“Individuals high in grit are able to maintain their determination and motivation over long periods despite experiences with failure and adversity. Their passion and commitment towards the long-term objective is the overriding factor that provides the stamina required to “stay the course” amid challenges and set-backs.”
Most of my posts have played a part in a long story about a web development program, the people in and around it and a crucial overall transformation.
Last week we agreed we are done with the transformation in the sense that we are in a good enough state to switch main focus to new areas. It took two years. While erasing our large, now paid-off, tech debt board I thought about what was really the key to getting to the very pleasant state where we are today. Continue reading
This post is about learnings and reflections of our mob programming teams from an enterprise perspective. Not so much about the benefits for the team itself, but the impact on the organisation and its processes, the obstacles that may appear, and the ways to navigate around those obstacles. Continue reading
In April 2010, the Icelandic volcano Eyjafjallajökull’s dramatic eruption caused an ash cloud that kept the travel industry in its vicious hands for several days. The closure of the european airspace resulted in 100,000 cancelled flights…
Seven years later, one morning in March, two meetings take place.
Meeting 1: Replanning of Enterprise Project X
Project X has been running for more than two years and has reached a serious state. The implementation involves 10+ teams and an external vendor. Not only are the budget, plans and scope dark red from a traditional PMO RAG status view, but energy and motivation are drained, teams are exhausted, and project management is lost. Continue reading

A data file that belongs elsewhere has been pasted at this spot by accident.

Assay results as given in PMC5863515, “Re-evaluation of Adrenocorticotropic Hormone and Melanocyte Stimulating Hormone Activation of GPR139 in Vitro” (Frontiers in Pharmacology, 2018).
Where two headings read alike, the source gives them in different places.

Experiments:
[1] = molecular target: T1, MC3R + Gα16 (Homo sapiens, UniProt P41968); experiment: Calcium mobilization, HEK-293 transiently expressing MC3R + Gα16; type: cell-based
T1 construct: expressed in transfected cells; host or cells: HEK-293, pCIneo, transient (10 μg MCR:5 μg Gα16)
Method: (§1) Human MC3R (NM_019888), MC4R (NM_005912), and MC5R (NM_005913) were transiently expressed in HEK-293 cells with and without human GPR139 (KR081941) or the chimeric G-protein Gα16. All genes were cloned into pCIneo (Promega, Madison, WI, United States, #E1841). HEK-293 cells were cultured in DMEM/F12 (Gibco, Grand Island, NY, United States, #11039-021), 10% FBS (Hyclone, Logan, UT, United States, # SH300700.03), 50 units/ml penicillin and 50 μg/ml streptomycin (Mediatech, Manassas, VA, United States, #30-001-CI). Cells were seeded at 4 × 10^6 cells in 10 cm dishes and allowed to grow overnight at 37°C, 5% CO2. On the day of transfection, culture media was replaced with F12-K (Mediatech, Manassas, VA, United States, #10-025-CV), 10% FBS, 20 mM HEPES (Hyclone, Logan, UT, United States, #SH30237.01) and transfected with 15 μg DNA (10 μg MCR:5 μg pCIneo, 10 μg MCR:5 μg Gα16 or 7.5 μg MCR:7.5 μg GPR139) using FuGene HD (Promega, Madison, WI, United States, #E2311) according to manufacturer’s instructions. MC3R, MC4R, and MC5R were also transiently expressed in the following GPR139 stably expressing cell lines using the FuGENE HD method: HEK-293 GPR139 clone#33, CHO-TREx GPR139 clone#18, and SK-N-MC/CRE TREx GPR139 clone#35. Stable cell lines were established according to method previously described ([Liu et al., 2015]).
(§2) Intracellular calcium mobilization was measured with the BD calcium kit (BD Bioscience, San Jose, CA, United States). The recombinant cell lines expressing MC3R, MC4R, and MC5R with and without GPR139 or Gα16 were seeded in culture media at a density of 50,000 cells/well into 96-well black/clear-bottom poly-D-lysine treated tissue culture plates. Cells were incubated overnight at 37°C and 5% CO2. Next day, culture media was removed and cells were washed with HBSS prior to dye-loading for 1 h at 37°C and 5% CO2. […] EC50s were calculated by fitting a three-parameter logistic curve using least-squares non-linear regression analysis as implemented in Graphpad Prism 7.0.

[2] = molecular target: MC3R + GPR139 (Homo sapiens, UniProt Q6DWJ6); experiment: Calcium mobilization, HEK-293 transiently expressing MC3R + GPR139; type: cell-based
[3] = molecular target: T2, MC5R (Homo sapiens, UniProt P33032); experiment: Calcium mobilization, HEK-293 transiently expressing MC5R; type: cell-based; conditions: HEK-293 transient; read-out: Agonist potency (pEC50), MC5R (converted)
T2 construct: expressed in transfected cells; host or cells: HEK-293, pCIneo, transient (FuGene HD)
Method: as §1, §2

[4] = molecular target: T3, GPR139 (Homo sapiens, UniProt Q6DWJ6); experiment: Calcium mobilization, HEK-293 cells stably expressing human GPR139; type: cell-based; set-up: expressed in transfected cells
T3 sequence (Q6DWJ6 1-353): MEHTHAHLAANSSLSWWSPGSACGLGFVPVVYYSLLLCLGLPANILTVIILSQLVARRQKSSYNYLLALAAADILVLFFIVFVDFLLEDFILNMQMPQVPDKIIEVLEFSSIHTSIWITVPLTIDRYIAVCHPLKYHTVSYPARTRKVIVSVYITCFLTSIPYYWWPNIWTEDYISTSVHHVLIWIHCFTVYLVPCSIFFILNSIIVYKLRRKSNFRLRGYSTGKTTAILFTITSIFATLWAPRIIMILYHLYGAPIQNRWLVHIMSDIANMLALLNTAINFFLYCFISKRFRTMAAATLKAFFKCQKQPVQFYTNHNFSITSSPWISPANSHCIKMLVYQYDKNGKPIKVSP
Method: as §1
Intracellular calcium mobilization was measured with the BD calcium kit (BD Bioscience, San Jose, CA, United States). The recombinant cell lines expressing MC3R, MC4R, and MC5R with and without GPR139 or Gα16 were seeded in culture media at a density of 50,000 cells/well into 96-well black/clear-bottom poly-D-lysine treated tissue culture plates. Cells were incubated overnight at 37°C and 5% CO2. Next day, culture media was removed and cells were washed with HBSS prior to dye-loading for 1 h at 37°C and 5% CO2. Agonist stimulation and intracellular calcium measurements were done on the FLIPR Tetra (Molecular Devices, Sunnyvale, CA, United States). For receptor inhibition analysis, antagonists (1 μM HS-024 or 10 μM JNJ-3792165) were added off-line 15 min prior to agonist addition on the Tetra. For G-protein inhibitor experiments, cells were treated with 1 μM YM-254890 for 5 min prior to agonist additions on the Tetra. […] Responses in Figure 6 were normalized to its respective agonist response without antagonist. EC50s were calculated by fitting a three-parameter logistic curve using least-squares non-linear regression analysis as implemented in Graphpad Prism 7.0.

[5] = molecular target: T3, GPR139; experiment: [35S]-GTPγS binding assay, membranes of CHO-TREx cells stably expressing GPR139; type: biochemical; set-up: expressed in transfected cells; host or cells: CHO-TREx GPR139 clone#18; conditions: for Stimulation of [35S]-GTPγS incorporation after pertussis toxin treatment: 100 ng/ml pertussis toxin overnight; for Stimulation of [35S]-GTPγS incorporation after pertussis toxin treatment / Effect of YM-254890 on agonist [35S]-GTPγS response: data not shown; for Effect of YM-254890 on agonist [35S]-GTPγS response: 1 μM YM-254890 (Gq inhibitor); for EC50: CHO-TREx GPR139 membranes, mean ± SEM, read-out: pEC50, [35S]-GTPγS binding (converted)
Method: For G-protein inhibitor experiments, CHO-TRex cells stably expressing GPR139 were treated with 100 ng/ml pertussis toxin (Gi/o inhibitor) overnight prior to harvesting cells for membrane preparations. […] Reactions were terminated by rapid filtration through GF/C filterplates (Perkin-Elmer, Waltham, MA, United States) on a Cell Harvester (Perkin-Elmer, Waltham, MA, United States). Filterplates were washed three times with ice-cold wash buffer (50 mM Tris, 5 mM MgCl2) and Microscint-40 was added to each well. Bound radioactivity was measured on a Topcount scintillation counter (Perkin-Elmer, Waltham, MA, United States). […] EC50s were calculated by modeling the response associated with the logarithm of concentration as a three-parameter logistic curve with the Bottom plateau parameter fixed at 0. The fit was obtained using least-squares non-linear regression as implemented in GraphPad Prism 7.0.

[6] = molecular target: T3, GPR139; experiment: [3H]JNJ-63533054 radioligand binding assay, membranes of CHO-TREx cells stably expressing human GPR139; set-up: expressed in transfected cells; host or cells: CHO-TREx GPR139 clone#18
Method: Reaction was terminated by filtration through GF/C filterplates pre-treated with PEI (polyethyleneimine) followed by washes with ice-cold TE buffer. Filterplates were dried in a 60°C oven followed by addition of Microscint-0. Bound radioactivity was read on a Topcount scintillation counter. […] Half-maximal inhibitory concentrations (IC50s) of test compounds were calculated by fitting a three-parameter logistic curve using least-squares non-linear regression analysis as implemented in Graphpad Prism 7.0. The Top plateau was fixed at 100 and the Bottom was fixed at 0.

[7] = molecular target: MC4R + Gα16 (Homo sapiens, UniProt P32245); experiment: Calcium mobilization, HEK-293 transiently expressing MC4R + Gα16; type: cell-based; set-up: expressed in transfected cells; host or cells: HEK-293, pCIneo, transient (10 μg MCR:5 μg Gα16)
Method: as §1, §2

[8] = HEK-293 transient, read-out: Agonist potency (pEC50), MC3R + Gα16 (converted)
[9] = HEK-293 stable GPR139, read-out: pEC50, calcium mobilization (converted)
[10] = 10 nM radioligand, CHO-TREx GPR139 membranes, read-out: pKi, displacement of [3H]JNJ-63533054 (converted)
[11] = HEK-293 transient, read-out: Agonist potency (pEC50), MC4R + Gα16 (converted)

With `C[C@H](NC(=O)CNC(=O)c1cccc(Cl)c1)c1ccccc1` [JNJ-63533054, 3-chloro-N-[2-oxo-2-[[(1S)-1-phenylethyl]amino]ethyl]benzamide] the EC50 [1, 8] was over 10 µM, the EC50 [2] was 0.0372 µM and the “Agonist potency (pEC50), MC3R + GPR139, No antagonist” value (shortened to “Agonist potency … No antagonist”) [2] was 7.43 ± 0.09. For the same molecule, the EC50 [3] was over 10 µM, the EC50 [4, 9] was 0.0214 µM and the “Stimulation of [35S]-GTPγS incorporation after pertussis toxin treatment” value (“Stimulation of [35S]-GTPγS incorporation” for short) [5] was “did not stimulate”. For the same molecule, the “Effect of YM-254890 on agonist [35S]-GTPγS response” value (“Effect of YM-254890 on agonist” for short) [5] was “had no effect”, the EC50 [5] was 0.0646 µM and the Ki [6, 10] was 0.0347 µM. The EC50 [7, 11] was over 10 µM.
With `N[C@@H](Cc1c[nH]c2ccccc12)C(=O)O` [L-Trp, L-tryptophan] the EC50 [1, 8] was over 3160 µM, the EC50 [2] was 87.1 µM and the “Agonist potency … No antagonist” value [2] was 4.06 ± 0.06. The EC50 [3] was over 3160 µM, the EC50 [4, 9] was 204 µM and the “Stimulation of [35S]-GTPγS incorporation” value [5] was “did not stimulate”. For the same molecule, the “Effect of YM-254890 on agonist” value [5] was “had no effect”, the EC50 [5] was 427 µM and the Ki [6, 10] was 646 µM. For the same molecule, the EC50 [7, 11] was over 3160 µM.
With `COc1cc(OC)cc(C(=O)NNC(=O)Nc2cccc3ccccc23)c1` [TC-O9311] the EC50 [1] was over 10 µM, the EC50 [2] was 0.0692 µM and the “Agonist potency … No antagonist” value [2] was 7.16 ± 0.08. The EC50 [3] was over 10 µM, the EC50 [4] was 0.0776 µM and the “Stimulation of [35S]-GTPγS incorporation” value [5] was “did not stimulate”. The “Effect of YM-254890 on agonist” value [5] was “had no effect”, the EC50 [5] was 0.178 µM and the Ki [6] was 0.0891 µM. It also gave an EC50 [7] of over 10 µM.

Time to retire the dinosaur system born in the seventies. How hard can it be with today’s technology? There are plenty of standard products out there that can do the job. And you get so much additional functionality instantly plus all the features planned in the beautiful product road map! Continue reading
My last post this year will be about technical debt and how to visualise it using Cost of Delay.
Technical debt can be results of your own decisions: shortcuts taken consciously with good intention, customer focus and a clear plan to “go back and fix that later” in mind. Continue reading
Our web development department needed to be reorganised and we wanted to try a new approach for this: self-organising teams work great, why not gather everyone and try to self-organise the whole department? Continue reading
An AntiPattern is a literary form that describes a commonly occurring solution to a problem that generates decidedly negative consequences.
Last few weeks I have reflected around some patterns that we have around us. And really they are AntiPatterns, recurring bad recipes to recover from earlier bad decisions. Here are some of my favourites. Continue reading
In April a colleague and me went to visit our partner in Delhi. Over breakfast in the hotel we reflected on the difference between the restaurant service there compared to Stockholm (this was a normal chain business hotel).
First, there were more people working with service in the restaurant than there were hotel guests having breakfast. Second, most people working in the restaurant had a very specialised responsibility. Finally, people working in the restaurant had time for the extra details: chatting, decorating and… smiling :-). Continue reading
Culture is a collective programming of the human mind
One thing I love with my job is working with people from many different countries. This not only makes you learn about other cultures, you also learn a lot about your own.
But working together across cultures is also sometimes a challenge. To learn more I participated in an intercultural management training last week. This is my summary and thoughts. I have focused on data and examples for countries I often work with. My class consisted of colleagues from our offices in Belgium, Netherlands, Germany, France and Sweden. Continue reading
Just like many developers like pair programming, I like to pair in my role as a change agent. And when you think about it, most of the benefits from pair programming are not related to programming specifically.